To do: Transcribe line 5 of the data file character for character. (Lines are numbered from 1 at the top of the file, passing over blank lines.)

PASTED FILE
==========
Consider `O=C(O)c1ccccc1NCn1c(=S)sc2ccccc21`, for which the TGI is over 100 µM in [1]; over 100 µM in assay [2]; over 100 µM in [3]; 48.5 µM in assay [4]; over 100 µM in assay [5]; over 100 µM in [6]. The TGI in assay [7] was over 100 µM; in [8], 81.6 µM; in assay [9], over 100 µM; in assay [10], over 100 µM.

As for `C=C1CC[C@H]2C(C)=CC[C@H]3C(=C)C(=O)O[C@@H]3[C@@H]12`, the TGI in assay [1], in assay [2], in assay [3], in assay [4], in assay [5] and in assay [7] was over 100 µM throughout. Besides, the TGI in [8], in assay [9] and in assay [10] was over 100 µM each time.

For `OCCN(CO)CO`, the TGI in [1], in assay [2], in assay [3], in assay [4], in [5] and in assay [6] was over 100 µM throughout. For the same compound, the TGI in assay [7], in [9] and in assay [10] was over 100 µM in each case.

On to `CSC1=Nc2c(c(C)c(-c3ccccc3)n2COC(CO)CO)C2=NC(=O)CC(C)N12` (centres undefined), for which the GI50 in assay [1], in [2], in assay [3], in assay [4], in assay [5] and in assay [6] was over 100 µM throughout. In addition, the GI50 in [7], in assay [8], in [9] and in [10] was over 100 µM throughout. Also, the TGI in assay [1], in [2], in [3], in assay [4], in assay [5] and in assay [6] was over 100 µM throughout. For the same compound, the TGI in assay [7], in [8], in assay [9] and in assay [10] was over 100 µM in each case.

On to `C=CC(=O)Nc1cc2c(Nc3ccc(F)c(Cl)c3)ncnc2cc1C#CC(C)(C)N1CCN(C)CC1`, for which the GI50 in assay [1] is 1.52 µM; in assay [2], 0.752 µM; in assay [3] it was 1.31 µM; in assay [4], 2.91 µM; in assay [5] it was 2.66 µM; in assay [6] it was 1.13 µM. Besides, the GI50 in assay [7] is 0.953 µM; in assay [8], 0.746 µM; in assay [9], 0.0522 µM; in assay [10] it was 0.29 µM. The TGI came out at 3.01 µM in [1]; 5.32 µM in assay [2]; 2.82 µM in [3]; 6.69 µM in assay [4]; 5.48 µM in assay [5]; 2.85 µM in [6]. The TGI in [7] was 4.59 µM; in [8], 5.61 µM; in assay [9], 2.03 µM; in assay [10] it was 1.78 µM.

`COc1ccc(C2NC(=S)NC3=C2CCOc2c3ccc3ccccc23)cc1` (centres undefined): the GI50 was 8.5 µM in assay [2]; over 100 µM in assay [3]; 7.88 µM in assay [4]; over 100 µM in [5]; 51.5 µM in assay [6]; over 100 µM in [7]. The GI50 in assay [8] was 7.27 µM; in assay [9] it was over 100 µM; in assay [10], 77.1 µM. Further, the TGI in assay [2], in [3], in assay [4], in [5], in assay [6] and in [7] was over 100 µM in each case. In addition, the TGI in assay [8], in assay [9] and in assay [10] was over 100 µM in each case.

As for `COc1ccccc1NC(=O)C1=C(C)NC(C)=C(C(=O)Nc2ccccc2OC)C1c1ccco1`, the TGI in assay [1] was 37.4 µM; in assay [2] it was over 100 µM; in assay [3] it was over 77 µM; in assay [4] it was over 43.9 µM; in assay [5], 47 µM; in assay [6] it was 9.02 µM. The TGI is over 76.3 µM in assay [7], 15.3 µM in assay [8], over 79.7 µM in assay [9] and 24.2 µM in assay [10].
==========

On to `C=CC(=O)Nc1cc2c(Nc3ccc(F)c(Cl)c3)ncnc2cc1C#CC(C)(C)N1CCN(C)CC1`, for which the GI50 in assay [1] is 1.52 µM; in assay [2], 0.752 µM; in assay [3] it was 1.31 µM; in assay [4], 2.91 µM; in assay [5] it was 2.66 µM; in assay [6] it was 1.13 µM. Besides, the GI50 in assay [7] is 0.953 µM; in assay [8], 0.746 µM; in assay [9], 0.0522 µM; in assay [10] it was 0.29 µM. The TGI came out at 3.01 µM in [1]; 5.32 µM in assay [2]; 2.82 µM in [3]; 6.69 µM in assay [4]; 5.48 µM in assay [5]; 2.85 µM in [6]. The TGI in [7] was 4.59 µM; in [8], 5.61 µM; in assay [9], 2.03 µM; in assay [10] it was 1.78 µM.